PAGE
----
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Obsidian literary journal receives $10,000 grant from National Endowment for the Arts

thick journal with cover of marble bust of a man on front, and carved statue of legs on the back

A recent cover from the journal Obsidian: Literature & Arts in the African Diaspora .

The National Endowment for the Arts (NEA) announced the journal Obsidian: Literature & Arts in the African Diaspora will receive an Art Works grant of $10,000 to support the print and digital publication, promotion, and distribution. Edited by Professor of English Duriel Estelle Harris and printed at Illinois State University’s Publication Unit, Obsidian is an international journal dedicated to the work of peoples and ideas that have migrated across the globe from Africa.

The funds are part of the NEA’s first major funding announcement for fiscal year 2018, which will provide more than $25 million in grants. The Art Works category is the NEA’s largest funding category and supports projects that focus on the creation of art that “meets the highest standards of excellence, public engagement with diverse and excellent art, lifelong learning in the arts, and/or the strengthening of communities through the arts.”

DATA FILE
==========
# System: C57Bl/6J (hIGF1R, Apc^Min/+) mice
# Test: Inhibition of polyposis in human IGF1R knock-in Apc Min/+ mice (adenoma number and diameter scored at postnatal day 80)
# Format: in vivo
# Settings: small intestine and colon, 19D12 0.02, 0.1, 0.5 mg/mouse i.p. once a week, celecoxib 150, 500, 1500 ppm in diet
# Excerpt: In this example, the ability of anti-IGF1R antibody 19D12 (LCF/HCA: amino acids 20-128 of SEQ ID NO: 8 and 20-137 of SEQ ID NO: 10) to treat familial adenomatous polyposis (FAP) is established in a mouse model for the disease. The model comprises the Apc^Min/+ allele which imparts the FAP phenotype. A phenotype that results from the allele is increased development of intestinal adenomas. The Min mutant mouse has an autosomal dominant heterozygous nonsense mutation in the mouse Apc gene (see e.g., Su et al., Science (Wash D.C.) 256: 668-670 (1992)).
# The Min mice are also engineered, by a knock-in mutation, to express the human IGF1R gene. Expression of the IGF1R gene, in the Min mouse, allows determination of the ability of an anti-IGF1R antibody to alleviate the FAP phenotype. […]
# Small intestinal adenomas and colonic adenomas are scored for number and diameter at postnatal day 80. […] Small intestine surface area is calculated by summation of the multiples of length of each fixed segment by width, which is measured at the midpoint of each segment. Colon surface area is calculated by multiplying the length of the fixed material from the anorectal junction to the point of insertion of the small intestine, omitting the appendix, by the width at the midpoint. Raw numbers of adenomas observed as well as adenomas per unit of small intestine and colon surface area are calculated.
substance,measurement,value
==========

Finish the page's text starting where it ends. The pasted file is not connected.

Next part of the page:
Harris, who has been editor since she brought the journal to Illinois State in 2014, noted celebrating art from around the world is a vital element of remaining engaged citizens. “Our work as a publishing platform is more important than ever,” she said. “The contributions of diasporic African writers and artists—and the scholarship surrounding their work—are critical to our civil engagement as global citizens. We at Obsidian are honored to have the NEA’s support toward fulfilling our mission.”

NEA Chairman Jane Chu noted the grant is a testament to how art infuses and nurtures life. “It is energizing to see the impact that the arts are making throughout the United States,” she said. “NEA-supported projects, such as this one to Obsidian: Literature & Arts in the African Diaspora, are excellent examples of how the arts build stronger and more vibrant communities, improve well-being, prepare our children to succeed, and increase the quality of our lives.”

Upcoming issues of Obsidian will publish and promote original print and digital works of poetry, fiction, drama/performance, and visual and media art by contemporary African and African Diaspora artists in continental Africa, the United Kingdom, and the Americas, with the fall 2018 issue dedicated to Ghana.

For more information on projects included in the NEA grant announcement, visit arts.gov/news. For additional information on Obsidian, visit the website at Illinois State.

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